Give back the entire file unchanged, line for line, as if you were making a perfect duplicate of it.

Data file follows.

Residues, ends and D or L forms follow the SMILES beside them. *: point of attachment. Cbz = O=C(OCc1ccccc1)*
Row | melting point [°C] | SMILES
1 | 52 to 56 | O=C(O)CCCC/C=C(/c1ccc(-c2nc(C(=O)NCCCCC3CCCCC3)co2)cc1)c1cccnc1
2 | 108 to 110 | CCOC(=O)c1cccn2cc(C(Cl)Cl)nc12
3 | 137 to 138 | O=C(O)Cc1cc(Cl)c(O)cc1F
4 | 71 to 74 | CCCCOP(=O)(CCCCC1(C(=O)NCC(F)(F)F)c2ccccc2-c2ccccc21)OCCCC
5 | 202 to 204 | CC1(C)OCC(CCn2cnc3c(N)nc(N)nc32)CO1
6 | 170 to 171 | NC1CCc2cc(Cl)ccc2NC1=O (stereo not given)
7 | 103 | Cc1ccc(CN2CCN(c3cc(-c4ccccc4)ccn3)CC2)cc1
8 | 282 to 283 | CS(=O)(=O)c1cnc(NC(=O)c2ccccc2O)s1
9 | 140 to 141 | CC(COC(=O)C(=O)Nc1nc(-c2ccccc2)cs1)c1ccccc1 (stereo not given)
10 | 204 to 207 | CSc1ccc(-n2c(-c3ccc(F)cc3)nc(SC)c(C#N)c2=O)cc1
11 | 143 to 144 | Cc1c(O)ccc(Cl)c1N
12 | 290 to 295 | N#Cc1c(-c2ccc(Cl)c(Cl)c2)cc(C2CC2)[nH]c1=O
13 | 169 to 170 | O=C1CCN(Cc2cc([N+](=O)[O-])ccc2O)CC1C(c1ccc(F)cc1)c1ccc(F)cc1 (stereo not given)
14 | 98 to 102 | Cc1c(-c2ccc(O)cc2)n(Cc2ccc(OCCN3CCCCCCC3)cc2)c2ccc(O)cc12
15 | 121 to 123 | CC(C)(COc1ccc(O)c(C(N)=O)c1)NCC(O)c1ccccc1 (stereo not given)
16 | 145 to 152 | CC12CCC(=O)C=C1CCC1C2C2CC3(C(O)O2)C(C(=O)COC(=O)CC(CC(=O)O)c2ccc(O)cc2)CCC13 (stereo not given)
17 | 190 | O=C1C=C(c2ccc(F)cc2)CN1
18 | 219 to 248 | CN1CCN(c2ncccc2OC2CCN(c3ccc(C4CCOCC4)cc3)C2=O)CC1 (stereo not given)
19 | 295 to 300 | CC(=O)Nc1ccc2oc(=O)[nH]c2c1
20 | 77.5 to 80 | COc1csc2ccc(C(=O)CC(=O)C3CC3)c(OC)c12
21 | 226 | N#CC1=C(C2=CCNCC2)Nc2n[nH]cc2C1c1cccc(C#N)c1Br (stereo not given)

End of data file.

Residues, ends and D or L forms follow the SMILES beside them. *: point of attachment. Cbz = O=C(OCc1ccccc1)*
Row | melting point [°C] | SMILES
1 | 52 to 56 | O=C(O)CCCC/C=C(/c1ccc(-c2nc(C(=O)NCCCCC3CCCCC3)co2)cc1)c1cccnc1
2 | 108 to 110 | CCOC(=O)c1cccn2cc(C(Cl)Cl)nc12
3 | 137 to 138 | O=C(O)Cc1cc(Cl)c(O)cc1F
4 | 71 to 74 | CCCCOP(=O)(CCCCC1(C(=O)NCC(F)(F)F)c2ccccc2-c2ccccc21)OCCCC
5 | 202 to 204 | CC1(C)OCC(CCn2cnc3c(N)nc(N)nc32)CO1
6 | 170 to 171 | NC1CCc2cc(Cl)ccc2NC1=O (stereo not given)
7 | 103 | Cc1ccc(CN2CCN(c3cc(-c4ccccc4)ccn3)CC2)cc1
8 | 282 to 283 | CS(=O)(=O)c1cnc(NC(=O)c2ccccc2O)s1
9 | 140 to 141 | CC(COC(=O)C(=O)Nc1nc(-c2ccccc2)cs1)c1ccccc1 (stereo not given)
10 | 204 to 207 | CSc1ccc(-n2c(-c3ccc(F)cc3)nc(SC)c(C#N)c2=O)cc1
11 | 143 to 144 | Cc1c(O)ccc(Cl)c1N
12 | 290 to 295 | N#Cc1c(-c2ccc(Cl)c(Cl)c2)cc(C2CC2)[nH]c1=O
13 | 169 to 170 | O=C1CCN(Cc2cc([N+](=O)[O-])ccc2O)CC1C(c1ccc(F)cc1)c1ccc(F)cc1 (stereo not given)
14 | 98 to 102 | Cc1c(-c2ccc(O)cc2)n(Cc2ccc(OCCN3CCCCCCC3)cc2)c2ccc(O)cc12
15 | 121 to 123 | CC(C)(COc1ccc(O)c(C(N)=O)c1)NCC(O)c1ccccc1 (stereo not given)
16 | 145 to 152 | CC12CCC(=O)C=C1CCC1C2C2CC3(C(O)O2)C(C(=O)COC(=O)CC(CC(=O)O)c2ccc(O)cc2)CCC13 (stereo not given)
17 | 190 | O=C1C=C(c2ccc(F)cc2)CN1
18 | 219 to 248 | CN1CCN(c2ncccc2OC2CCN(c3ccc(C4CCOCC4)cc3)C2=O)CC1 (stereo not given)
19 | 295 to 300 | CC(=O)Nc1ccc2oc(=O)[nH]c2c1
20 | 77.5 to 80 | COc1csc2ccc(C(=O)CC(=O)C3CC3)c(OC)c12
21 | 226 | N#CC1=C(C2=CCNCC2)Nc2n[nH]cc2C1c1cccc(C#N)c1Br (stereo not given)